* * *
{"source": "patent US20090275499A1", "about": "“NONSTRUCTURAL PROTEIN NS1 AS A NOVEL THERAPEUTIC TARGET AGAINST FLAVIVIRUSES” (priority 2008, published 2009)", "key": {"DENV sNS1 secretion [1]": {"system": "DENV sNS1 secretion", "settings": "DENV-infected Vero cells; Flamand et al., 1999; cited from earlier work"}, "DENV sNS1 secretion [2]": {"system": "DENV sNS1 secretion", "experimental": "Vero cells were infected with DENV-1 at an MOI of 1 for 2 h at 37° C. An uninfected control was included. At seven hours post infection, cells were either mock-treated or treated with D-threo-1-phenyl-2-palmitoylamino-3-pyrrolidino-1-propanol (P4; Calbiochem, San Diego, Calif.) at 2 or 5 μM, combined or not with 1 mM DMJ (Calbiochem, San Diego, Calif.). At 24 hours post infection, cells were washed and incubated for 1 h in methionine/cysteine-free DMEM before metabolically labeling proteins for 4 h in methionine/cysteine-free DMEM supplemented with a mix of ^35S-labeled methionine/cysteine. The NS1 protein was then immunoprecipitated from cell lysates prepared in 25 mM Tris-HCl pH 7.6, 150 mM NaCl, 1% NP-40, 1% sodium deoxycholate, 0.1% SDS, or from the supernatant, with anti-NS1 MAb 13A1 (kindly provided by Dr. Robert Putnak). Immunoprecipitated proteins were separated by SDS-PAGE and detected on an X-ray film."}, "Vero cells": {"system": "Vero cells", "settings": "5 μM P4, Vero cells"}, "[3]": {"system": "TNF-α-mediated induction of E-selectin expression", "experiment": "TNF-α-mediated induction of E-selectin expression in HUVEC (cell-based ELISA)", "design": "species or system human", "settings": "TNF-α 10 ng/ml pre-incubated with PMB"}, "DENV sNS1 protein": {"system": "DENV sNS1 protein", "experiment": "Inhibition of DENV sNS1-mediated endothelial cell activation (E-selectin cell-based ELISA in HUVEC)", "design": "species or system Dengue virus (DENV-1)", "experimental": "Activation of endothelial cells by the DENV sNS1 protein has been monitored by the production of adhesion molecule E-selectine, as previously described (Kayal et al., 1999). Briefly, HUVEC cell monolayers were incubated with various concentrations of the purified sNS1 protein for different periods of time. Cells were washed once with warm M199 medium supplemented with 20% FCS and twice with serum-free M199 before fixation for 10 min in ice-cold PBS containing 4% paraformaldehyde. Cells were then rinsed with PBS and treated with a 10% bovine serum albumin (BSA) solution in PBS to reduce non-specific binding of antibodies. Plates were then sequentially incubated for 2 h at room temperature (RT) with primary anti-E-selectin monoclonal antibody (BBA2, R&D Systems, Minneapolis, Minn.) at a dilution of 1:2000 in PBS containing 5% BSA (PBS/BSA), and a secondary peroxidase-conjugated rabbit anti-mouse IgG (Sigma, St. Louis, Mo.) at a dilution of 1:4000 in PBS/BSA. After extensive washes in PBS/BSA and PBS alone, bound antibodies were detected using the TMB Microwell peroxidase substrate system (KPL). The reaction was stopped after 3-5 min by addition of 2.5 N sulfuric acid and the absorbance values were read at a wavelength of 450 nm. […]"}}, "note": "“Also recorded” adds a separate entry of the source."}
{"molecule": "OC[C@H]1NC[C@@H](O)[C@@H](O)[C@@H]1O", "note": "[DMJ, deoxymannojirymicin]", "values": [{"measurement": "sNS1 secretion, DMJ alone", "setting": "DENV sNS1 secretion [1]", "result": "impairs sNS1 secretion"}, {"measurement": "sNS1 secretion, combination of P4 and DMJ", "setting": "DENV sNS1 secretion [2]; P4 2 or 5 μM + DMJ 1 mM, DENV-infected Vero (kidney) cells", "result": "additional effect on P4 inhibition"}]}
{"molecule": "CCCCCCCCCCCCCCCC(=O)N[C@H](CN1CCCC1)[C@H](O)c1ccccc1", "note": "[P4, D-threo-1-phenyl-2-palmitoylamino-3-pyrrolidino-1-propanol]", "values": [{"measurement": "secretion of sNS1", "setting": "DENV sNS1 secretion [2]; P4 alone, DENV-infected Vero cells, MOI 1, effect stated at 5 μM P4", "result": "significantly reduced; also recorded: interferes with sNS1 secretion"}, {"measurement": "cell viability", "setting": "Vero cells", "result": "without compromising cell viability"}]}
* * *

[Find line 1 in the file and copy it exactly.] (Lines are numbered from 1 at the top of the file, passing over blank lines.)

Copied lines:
{"source": "patent US20090275499A1", "about": "“NONSTRUCTURAL PROTEIN NS1 AS A NOVEL THERAPEUTIC TARGET AGAINST FLAVIVIRUSES” (priority 2008, published 2009)", "key": {"DENV sNS1 secretion [1]": {"system": "DENV sNS1 secretion", "settings": "DENV-infected Vero cells; Flamand et al., 1999; cited from earlier work"}, "DENV sNS1 secretion [2]": {"system": "DENV sNS1 secretion", "experimental": "Vero cells were infected with DENV-1 at an MOI of 1 for 2 h at 37° C. An uninfected control was included. At seven hours post infection, cells were either mock-treated or treated with D-threo-1-phenyl-2-palmitoylamino-3-pyrrolidino-1-propanol (P4; Calbiochem, San Diego, Calif.) at 2 or 5 μM, combined or not with 1 mM DMJ (Calbiochem, San Diego, Calif.). At 24 hours post infection, cells were washed and incubated for 1 h in methionine/cysteine-free DMEM before metabolically labeling proteins for 4 h in methionine/cysteine-free DMEM supplemented with a mix of ^35S-labeled methionine/cysteine. The NS1 protein was then immunoprecipitated from cell lysates prepared in 25 mM Tris-HCl pH 7.6, 150 mM NaCl, 1% NP-40, 1% sodium deoxycholate, 0.1% SDS, or from the supernatant, with anti-NS1 MAb 13A1 (kindly provided by Dr. Robert Putnak). Immunoprecipitated proteins were separated by SDS-PAGE and detected on an X-ray film."}, "Vero cells": {"system": "Vero cells", "settings": "5 μM P4, Vero cells"}, "[3]": {"system": "TNF-α-mediated induction of E-selectin expression", "experiment": "TNF-α-mediated induction of E-selectin expression in HUVEC (cell-based ELISA)", "design": "species or system human", "settings": "TNF-α 10 ng/ml pre-incubated with PMB"}, "DENV sNS1 protein": {"system": "DENV sNS1 protein", "experiment": "Inhibition of DENV sNS1-mediated endothelial cell activation (E-selectin cell-based ELISA in HUVEC)", "design": "species or system Dengue virus (DENV-1)", "experimental": "Activation of endothelial cells by the DENV sNS1 protein has been monitored by the production of adhesion molecule E-selectine, as previously described (Kayal et al., 1999). Briefly, HUVEC cell monolayers were incubated with various concentrations of the purified sNS1 protein for different periods of time. Cells were washed once with warm M199 medium supplemented with 20% FCS and twice with serum-free M199 before fixation for 10 min in ice-cold PBS containing 4% paraformaldehyde. Cells were then rinsed with PBS and treated with a 10% bovine serum albumin (BSA) solution in PBS to reduce non-specific binding of antibodies. Plates were then sequentially incubated for 2 h at room temperature (RT) with primary anti-E-selectin monoclonal antibody (BBA2, R&D Systems, Minneapolis, Minn.) at a dilution of 1:2000 in PBS containing 5% BSA (PBS/BSA), and a secondary peroxidase-conjugated rabbit anti-mouse IgG (Sigma, St. Louis, Mo.) at a dilution of 1:4000 in PBS/BSA. After extensive washes in PBS/BSA and PBS alone, bound antibodies were detected using the TMB Microwell peroxidase substrate system (KPL). The reaction was stopped after 3-5 min by addition of 2.5 N sulfuric acid and the absorbance values were read at a wavelength of 450 nm. […]"}}, "note": "“Also recorded” adds a separate entry of the source."}